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[Article in Press]

Type of publication: Journal Article
Type of document: Full Paper

Year: 2021

Authors: Khorrami, B; Khiaosa-Ard, R; Zebeli, Q

Title: Models to predict the risk of subacute ruminal acidosis in dairy cows based on dietary and cow factors: A meta-analysis.

Source: J Dairy Sci. 2021; S0022-0302(21)00496-3

Authors Vetmeduni Vienna:

Khiaosa-Ard Ratchaneewan
Zebeli Qendrim

Vetmed Research Units
Institute of Animal Nutrition and Functional Plant Compounds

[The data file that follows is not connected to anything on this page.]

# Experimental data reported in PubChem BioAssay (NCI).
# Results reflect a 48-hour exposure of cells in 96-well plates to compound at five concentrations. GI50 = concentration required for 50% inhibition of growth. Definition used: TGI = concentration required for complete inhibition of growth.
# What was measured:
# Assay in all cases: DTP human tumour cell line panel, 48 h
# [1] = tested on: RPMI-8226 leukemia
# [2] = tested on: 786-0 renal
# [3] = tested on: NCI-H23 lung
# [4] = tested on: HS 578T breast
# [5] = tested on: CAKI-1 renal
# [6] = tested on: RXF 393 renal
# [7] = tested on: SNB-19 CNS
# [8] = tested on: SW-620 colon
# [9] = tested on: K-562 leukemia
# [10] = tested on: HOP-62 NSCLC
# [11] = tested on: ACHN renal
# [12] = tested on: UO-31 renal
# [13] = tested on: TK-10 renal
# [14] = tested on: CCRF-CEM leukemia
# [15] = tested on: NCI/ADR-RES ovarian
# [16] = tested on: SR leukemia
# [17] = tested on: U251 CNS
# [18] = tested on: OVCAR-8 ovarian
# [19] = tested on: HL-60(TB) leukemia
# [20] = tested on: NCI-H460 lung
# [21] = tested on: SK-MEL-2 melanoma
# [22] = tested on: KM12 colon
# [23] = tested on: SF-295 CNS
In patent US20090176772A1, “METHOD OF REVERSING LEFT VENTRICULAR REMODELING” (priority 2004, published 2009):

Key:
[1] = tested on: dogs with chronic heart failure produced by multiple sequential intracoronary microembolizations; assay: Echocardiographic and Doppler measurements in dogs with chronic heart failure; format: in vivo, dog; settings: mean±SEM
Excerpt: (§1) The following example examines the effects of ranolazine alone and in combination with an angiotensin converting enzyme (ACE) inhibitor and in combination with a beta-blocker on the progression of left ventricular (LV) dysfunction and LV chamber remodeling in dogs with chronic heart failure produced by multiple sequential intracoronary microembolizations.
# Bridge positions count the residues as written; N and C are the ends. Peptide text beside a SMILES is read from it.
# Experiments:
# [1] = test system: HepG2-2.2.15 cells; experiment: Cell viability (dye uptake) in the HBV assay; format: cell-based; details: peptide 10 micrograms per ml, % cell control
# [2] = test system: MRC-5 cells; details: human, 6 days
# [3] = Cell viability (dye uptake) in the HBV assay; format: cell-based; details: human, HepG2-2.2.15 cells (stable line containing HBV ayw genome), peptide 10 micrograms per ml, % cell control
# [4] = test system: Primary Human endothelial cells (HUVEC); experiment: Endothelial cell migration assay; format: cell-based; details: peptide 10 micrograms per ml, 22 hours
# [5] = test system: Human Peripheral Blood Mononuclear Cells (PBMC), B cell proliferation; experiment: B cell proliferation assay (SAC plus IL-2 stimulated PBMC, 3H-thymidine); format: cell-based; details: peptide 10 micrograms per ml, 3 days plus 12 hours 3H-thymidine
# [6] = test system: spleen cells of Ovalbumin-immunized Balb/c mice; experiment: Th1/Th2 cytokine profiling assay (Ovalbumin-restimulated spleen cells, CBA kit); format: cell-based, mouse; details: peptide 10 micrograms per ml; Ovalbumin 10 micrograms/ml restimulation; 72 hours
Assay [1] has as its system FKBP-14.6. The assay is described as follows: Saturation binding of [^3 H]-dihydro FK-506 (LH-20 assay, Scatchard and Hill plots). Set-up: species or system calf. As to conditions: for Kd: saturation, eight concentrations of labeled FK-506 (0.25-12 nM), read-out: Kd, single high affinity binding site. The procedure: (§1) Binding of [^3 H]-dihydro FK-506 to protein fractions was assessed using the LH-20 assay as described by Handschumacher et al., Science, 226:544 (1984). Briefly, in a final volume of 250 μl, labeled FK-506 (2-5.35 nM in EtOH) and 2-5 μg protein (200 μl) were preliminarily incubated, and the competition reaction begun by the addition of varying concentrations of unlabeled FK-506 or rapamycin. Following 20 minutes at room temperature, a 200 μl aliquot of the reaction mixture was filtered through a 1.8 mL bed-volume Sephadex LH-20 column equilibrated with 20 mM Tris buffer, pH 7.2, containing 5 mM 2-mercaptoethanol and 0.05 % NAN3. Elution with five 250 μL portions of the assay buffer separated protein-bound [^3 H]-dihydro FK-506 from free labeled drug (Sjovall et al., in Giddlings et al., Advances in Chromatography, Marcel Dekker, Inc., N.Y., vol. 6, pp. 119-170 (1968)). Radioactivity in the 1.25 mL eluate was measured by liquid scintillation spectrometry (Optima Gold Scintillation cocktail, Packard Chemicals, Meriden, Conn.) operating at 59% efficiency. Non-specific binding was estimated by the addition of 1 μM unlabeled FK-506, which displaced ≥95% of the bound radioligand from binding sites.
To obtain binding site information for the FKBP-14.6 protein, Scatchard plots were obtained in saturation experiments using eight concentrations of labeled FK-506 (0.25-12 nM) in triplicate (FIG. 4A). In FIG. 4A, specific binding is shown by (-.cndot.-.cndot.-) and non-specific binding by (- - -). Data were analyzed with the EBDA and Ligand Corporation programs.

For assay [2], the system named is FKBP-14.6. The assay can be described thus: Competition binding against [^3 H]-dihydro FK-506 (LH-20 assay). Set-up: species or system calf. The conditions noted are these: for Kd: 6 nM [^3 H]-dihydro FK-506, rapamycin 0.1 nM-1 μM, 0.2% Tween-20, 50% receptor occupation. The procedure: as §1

The present research aimed at developing practical and feasible models to optimize feeding adequacy to maintain desired rumen pH conditions and prevent subacute ruminal acidosis (SARA) in dairy cows. We conducted 2 meta-analyses, one using data from recent published literatures (study 1) to investigate the prediction of SARA based on nutrient components and dietary physical and chemical characteristics, and another using internal data of our 5 different published experiments (study 2) to obtain adjustments based on cow status. The results of study 1 revealed that physically effective neutral detergent fiber inclusive of particles >8 mm (peNDF >8) and dietary starch [% of dry matter (DM)] were sufficient for predicting daily mean ruminal pH {y = 5.960 - (0.00781 × starch) + (0.03743 × peNDF >8) - [0.00061 × (peNDF >8 × peNDF >8)]}. The model for time of pH suppression (<5.8 for ruminal pH or <6.0 for reticular pH, min/d) can be predicted with additionally including DMI (kg/d): 124.7 + (1.7007 × DMI) + (20.9270 × starch) + (0.2959 × peNDF >8) - [0.0437 × (DMI × starch × peNDF >8)]. As a rule of thumb, when taken separately, we propose 15 to 18% peNDF >8 as a safe range for diet formulation to prevent SARA, when starch or NFC levels are within 20 to 25% and 35 to 40% ranges, respectively. At dietary starch content below 20% of DM, grain type was insignificant in affecting ruminal pH. However, increasing dietary starch contents by using corn as the sole grain source could lead to more severe drops of pH compared with using grain mix based on barley and wheat, as underlined by an interaction between starch content and grain type. Data from study 2 emphasized an increased risk of SARA for cows in the first and second lactation with lower mean pH (0.2 units) and double amounts of time at pH <5.8 compared with the cows with ≥3 parities. Given that a lower ruminal pH is expected in these high-risk cows, it is advisable to keep the lower end of recommended starch (20%) and higher peNDF >8 (18%) contents in the diet of these cows. Overall, the present study underlines the possibility of predicting SARA based on dietary factors including peNDF >8 and starch contents, as well as DMI of the cows, which can be practically implemented for optimal diet formulation for dairy cows. With more data available, future studies should attempt to improve the predictions by including additional key dietary and cow factors in the models.Copyright © 2021 American Dairy Science Association. Published by Elsevier Inc. All rights reserved.

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